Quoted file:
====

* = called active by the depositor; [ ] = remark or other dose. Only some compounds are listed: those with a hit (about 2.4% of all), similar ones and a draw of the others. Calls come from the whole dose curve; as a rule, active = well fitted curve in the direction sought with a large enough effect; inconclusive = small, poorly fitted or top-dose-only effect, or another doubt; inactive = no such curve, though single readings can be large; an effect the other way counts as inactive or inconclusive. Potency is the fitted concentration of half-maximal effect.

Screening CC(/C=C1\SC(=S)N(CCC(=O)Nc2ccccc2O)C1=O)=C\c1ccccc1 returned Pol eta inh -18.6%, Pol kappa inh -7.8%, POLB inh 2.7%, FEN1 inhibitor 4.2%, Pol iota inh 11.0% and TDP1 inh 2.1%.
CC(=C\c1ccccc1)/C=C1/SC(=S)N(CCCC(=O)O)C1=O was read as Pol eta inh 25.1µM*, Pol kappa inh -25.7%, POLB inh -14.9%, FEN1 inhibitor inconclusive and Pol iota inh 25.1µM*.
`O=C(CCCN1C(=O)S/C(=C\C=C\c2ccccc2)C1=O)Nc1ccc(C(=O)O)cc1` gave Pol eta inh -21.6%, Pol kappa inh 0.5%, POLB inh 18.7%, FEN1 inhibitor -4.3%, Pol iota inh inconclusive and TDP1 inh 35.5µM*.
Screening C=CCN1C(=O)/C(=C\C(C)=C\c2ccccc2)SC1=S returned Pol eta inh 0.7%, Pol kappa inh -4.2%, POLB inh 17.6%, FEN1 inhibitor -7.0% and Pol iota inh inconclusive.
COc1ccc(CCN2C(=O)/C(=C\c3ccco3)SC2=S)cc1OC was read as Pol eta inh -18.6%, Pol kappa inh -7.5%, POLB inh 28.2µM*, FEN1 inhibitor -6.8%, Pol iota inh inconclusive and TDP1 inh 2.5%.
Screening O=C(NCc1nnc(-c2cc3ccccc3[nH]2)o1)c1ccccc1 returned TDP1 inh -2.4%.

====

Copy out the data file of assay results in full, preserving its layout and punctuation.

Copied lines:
* = called active by the depositor; [ ] = remark or other dose. Only some compounds are listed: those with a hit (about 2.4% of all), similar ones and a draw of the others. Calls come from the whole dose curve; as a rule, active = well fitted curve in the direction sought with a large enough effect; inconclusive = small, poorly fitted or top-dose-only effect, or another doubt; inactive = no such curve, though single readings can be large; an effect the other way counts as inactive or inconclusive. Potency is the fitted concentration of half-maximal effect.

Screening CC(/C=C1\SC(=S)N(CCC(=O)Nc2ccccc2O)C1=O)=C\c1ccccc1 returned Pol eta inh -18.6%, Pol kappa inh -7.8%, POLB inh 2.7%, FEN1 inhibitor 4.2%, Pol iota inh 11.0% and TDP1 inh 2.1%.
CC(=C\c1ccccc1)/C=C1/SC(=S)N(CCCC(=O)O)C1=O was read as Pol eta inh 25.1µM*, Pol kappa inh -25.7%, POLB inh -14.9%, FEN1 inhibitor inconclusive and Pol iota inh 25.1µM*.
`O=C(CCCN1C(=O)S/C(=C\C=C\c2ccccc2)C1=O)Nc1ccc(C(=O)O)cc1` gave Pol eta inh -21.6%, Pol kappa inh 0.5%, POLB inh 18.7%, FEN1 inhibitor -4.3%, Pol iota inh inconclusive and TDP1 inh 35.5µM*.
Screening C=CCN1C(=O)/C(=C\C(C)=C\c2ccccc2)SC1=S returned Pol eta inh 0.7%, Pol kappa inh -4.2%, POLB inh 17.6%, FEN1 inhibitor -7.0% and Pol iota inh inconclusive.
COc1ccc(CCN2C(=O)/C(=C\c3ccco3)SC2=S)cc1OC was read as Pol eta inh -18.6%, Pol kappa inh -7.5%, POLB inh 28.2µM*, FEN1 inhibitor -6.8%, Pol iota inh inconclusive and TDP1 inh 2.5%.
Screening O=C(NCc1nnc(-c2cc3ccccc3[nH]2)o1)c1ccccc1 returned TDP1 inh -2.4%.